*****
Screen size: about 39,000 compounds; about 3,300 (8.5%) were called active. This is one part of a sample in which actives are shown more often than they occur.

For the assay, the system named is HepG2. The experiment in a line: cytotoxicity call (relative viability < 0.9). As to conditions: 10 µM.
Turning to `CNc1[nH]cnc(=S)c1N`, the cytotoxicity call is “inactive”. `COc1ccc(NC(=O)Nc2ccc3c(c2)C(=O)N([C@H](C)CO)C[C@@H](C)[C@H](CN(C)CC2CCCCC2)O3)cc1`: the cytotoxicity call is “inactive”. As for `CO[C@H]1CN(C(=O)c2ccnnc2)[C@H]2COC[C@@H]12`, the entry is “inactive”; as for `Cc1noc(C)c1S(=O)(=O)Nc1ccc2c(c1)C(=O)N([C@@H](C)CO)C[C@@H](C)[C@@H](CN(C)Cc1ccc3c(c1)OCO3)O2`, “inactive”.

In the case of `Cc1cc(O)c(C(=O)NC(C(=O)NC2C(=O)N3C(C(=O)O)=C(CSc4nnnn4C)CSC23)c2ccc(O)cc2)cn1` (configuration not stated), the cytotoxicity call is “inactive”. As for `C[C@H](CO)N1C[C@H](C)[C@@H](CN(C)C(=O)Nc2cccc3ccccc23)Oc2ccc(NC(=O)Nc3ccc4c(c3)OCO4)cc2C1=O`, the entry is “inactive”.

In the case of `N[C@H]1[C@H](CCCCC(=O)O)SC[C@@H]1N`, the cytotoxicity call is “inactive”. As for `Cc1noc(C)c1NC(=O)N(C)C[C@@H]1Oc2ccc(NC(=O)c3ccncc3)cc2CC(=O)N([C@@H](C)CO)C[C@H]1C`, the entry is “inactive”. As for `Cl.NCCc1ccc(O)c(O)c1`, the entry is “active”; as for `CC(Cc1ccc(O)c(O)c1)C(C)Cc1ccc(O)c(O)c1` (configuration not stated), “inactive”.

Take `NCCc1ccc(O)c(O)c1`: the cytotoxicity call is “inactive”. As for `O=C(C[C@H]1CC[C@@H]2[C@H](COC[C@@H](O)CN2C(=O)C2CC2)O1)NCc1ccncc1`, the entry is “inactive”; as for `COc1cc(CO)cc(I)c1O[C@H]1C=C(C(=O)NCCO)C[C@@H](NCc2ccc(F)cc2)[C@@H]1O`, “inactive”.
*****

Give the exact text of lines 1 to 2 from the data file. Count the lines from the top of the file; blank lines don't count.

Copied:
Screen size: about 39,000 compounds; about 3,300 (8.5%) were called active. This is one part of a sample in which actives are shown more often than they occur.

For the assay, the system named is HepG2. The experiment in a line: cytotoxicity call (relative viability < 0.9). As to conditions: 10 µM.